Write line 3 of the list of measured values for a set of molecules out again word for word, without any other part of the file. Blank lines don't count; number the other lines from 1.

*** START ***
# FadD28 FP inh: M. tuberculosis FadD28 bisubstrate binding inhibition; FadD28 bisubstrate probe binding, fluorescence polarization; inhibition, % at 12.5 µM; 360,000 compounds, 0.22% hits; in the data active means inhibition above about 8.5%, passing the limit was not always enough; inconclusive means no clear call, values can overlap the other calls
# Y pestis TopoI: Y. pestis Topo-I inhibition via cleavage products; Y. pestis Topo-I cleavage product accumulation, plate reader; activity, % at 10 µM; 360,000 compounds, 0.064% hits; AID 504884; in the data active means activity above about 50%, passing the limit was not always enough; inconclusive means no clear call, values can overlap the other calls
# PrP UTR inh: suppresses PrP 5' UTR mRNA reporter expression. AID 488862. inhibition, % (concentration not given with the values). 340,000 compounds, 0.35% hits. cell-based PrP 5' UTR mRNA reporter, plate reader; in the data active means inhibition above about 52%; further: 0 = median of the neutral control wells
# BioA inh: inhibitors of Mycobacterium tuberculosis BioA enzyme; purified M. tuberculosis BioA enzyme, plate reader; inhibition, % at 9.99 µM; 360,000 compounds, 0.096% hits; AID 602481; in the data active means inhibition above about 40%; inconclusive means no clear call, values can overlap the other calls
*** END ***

# PrP UTR inh: suppresses PrP 5' UTR mRNA reporter expression. AID 488862. inhibition, % (concentration not given with the values). 340,000 compounds, 0.35% hits. cell-based PrP 5' UTR mRNA reporter, plate reader; in the data active means inhibition above about 52%; further: 0 = median of the neutral control wells